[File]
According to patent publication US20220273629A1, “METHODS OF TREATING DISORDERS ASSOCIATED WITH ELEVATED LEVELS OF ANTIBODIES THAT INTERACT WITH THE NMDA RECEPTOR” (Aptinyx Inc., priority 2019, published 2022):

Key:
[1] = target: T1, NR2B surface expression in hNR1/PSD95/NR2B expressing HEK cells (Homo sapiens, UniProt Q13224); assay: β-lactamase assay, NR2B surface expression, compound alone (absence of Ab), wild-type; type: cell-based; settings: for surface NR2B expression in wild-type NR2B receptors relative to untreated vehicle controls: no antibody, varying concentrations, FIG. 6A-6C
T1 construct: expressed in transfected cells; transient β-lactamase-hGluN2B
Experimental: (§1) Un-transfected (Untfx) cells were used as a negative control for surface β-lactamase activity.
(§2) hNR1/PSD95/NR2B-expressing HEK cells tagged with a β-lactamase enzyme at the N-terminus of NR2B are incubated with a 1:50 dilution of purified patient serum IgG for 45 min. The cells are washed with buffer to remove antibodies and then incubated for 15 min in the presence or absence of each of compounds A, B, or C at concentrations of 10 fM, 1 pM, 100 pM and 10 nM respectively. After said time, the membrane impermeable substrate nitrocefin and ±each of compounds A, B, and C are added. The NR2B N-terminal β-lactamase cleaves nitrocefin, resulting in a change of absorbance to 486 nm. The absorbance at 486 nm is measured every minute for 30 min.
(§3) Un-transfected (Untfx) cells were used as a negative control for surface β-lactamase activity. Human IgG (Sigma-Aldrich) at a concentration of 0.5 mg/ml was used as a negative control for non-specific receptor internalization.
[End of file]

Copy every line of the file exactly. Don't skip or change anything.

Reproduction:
According to patent publication US20220273629A1, “METHODS OF TREATING DISORDERS ASSOCIATED WITH ELEVATED LEVELS OF ANTIBODIES THAT INTERACT WITH THE NMDA RECEPTOR” (Aptinyx Inc., priority 2019, published 2022):

Key:
[1] = target: T1, NR2B surface expression in hNR1/PSD95/NR2B expressing HEK cells (Homo sapiens, UniProt Q13224); assay: β-lactamase assay, NR2B surface expression, compound alone (absence of Ab), wild-type; type: cell-based; settings: for surface NR2B expression in wild-type NR2B receptors relative to untreated vehicle controls: no antibody, varying concentrations, FIG. 6A-6C
T1 construct: expressed in transfected cells; transient β-lactamase-hGluN2B
Experimental: (§1) Un-transfected (Untfx) cells were used as a negative control for surface β-lactamase activity.
(§2) hNR1/PSD95/NR2B-expressing HEK cells tagged with a β-lactamase enzyme at the N-terminus of NR2B are incubated with a 1:50 dilution of purified patient serum IgG for 45 min. The cells are washed with buffer to remove antibodies and then incubated for 15 min in the presence or absence of each of compounds A, B, or C at concentrations of 10 fM, 1 pM, 100 pM and 10 nM respectively. After said time, the membrane impermeable substrate nitrocefin and ±each of compounds A, B, and C are added. The NR2B N-terminal β-lactamase cleaves nitrocefin, resulting in a change of absorbance to 486 nm. The absorbance at 486 nm is measured every minute for 30 min.
(§3) Un-transfected (Untfx) cells were used as a negative control for surface β-lactamase activity. Human IgG (Sigma-Aldrich) at a concentration of 0.5 mg/ml was used as a negative control for non-specific receptor internalization.